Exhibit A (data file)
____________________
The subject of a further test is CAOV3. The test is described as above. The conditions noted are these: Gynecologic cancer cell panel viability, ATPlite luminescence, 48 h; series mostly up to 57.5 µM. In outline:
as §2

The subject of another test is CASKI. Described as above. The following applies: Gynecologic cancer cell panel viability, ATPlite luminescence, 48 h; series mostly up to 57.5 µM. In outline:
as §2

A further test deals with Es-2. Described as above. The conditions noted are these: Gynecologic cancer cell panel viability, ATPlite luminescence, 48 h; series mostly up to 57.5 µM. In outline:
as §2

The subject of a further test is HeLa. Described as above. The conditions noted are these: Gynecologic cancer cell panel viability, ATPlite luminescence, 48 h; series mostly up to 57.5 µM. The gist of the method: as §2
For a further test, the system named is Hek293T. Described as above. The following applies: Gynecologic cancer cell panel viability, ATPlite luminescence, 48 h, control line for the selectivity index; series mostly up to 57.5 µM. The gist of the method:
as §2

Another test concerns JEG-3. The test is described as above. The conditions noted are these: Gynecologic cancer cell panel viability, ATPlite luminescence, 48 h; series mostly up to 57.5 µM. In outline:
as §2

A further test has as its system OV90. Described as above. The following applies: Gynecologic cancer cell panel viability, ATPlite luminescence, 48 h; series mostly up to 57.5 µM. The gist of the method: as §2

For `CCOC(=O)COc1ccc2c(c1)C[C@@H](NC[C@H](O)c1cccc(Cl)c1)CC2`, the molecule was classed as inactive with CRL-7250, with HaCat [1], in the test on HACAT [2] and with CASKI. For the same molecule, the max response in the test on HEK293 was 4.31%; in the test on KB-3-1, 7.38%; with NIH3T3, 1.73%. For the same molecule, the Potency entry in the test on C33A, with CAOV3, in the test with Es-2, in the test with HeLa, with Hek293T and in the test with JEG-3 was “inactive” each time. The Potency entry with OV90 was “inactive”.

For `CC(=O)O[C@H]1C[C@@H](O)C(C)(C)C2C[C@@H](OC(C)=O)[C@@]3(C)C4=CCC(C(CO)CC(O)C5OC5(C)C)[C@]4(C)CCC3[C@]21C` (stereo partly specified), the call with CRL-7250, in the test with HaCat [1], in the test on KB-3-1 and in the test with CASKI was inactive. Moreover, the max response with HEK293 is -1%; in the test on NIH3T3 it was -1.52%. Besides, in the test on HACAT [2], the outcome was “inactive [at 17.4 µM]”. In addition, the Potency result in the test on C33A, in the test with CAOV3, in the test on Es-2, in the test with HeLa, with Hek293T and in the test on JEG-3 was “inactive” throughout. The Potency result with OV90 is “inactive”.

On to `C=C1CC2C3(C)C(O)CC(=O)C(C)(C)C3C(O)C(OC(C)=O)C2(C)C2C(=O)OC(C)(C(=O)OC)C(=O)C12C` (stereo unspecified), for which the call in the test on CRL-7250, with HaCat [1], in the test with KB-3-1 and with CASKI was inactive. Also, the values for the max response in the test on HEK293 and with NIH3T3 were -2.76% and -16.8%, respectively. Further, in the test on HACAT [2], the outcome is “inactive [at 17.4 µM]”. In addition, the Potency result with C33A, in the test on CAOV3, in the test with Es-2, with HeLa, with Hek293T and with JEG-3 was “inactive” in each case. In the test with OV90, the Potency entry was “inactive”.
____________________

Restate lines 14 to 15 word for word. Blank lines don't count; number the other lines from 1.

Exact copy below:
For `CC(=O)O[C@H]1C[C@@H](O)C(C)(C)C2C[C@@H](OC(C)=O)[C@@]3(C)C4=CCC(C(CO)CC(O)C5OC5(C)C)[C@]4(C)CCC3[C@]21C` (stereo partly specified), the call with CRL-7250, in the test with HaCat [1], in the test on KB-3-1 and in the test with CASKI was inactive. Moreover, the max response with HEK293 is -1%; in the test on NIH3T3 it was -1.52%. Besides, in the test on HACAT [2], the outcome was “inactive [at 17.4 µM]”. In addition, the Potency result in the test on C33A, in the test with CAOV3, in the test on Es-2, in the test with HeLa, with Hek293T and in the test on JEG-3 was “inactive” throughout. The Potency result with OV90 is “inactive”.

On to `C=C1CC2C3(C)C(O)CC(=O)C(C)(C)C3C(O)C(OC(C)=O)C2(C)C2C(=O)OC(C)(C(=O)OC)C(=O)C12C` (stereo unspecified), for which the call in the test on CRL-7250, with HaCat [1], in the test with KB-3-1 and with CASKI was inactive. Also, the values for the max response in the test on HEK293 and with NIH3T3 were -2.76% and -16.8%, respectively. Further, in the test on HACAT [2], the outcome is “inactive [at 17.4 µM]”. In addition, the Potency result with C33A, in the test on CAOV3, in the test with Es-2, with HeLa, with Hek293T and with JEG-3 was “inactive” in each case. In the test with OV90, the Potency entry was “inactive”.